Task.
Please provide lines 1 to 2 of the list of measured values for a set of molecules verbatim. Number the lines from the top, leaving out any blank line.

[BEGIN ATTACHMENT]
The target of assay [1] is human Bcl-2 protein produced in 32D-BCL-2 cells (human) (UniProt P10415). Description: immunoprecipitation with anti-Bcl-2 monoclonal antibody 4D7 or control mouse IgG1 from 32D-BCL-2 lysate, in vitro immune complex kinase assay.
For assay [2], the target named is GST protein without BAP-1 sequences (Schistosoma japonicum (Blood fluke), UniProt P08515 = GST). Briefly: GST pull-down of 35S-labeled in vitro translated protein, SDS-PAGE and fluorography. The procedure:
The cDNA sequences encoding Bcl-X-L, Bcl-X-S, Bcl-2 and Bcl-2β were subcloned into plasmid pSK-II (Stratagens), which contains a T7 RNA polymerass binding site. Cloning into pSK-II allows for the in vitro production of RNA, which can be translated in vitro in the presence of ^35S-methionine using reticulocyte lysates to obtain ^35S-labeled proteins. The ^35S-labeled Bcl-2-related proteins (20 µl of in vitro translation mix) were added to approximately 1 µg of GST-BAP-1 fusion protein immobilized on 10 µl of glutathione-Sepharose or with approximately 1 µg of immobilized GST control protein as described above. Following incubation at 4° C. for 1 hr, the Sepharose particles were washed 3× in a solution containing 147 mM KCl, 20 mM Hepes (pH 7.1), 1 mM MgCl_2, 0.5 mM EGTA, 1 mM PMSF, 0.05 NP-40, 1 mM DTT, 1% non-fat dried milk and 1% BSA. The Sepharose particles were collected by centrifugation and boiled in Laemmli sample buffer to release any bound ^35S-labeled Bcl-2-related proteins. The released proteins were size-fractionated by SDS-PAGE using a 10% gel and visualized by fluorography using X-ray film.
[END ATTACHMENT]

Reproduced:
The target of assay [1] is human Bcl-2 protein produced in 32D-BCL-2 cells (human) (UniProt P10415). Description: immunoprecipitation with anti-Bcl-2 monoclonal antibody 4D7 or control mouse IgG1 from 32D-BCL-2 lysate, in vitro immune complex kinase assay.
For assay [2], the target named is GST protein without BAP-1 sequences (Schistosoma japonicum (Blood fluke), UniProt P08515 = GST). Briefly: GST pull-down of 35S-labeled in vitro translated protein, SDS-PAGE and fluorography. The procedure: